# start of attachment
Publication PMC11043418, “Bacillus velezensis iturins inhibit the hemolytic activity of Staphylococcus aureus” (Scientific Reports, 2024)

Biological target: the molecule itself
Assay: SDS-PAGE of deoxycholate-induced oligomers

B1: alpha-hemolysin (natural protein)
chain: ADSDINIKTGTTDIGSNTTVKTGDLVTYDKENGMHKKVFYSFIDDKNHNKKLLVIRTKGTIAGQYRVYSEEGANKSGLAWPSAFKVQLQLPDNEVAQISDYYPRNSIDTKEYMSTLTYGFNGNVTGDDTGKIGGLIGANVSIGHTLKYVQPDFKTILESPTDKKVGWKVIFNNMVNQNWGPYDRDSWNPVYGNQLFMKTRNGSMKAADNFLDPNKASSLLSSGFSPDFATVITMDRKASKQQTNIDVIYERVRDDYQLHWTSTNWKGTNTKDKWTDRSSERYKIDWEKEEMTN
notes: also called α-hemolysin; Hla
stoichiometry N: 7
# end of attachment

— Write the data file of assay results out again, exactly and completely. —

Publication PMC11043418, “Bacillus velezensis iturins inhibit the hemolytic activity of Staphylococcus aureus” (Scientific Reports, 2024)

Biological target: the molecule itself
Assay: SDS-PAGE of deoxycholate-induced oligomers

B1: alpha-hemolysin (natural protein)
chain: ADSDINIKTGTTDIGSNTTVKTGDLVTYDKENGMHKKVFYSFIDDKNHNKKLLVIRTKGTIAGQYRVYSEEGANKSGLAWPSAFKVQLQLPDNEVAQISDYYPRNSIDTKEYMSTLTYGFNGNVTGDDTGKIGGLIGANVSIGHTLKYVQPDFKTILESPTDKKVGWKVIFNNMVNQNWGPYDRDSWNPVYGNQLFMKTRNGSMKAADNFLDPNKASSLLSSGFSPDFATVITMDRKASKQQTNIDVIYERVRDDYQLHWTSTNWKGTNTKDKWTDRSSERYKIDWEKEEMTN
notes: also called α-hemolysin; Hla
stoichiometry N: 7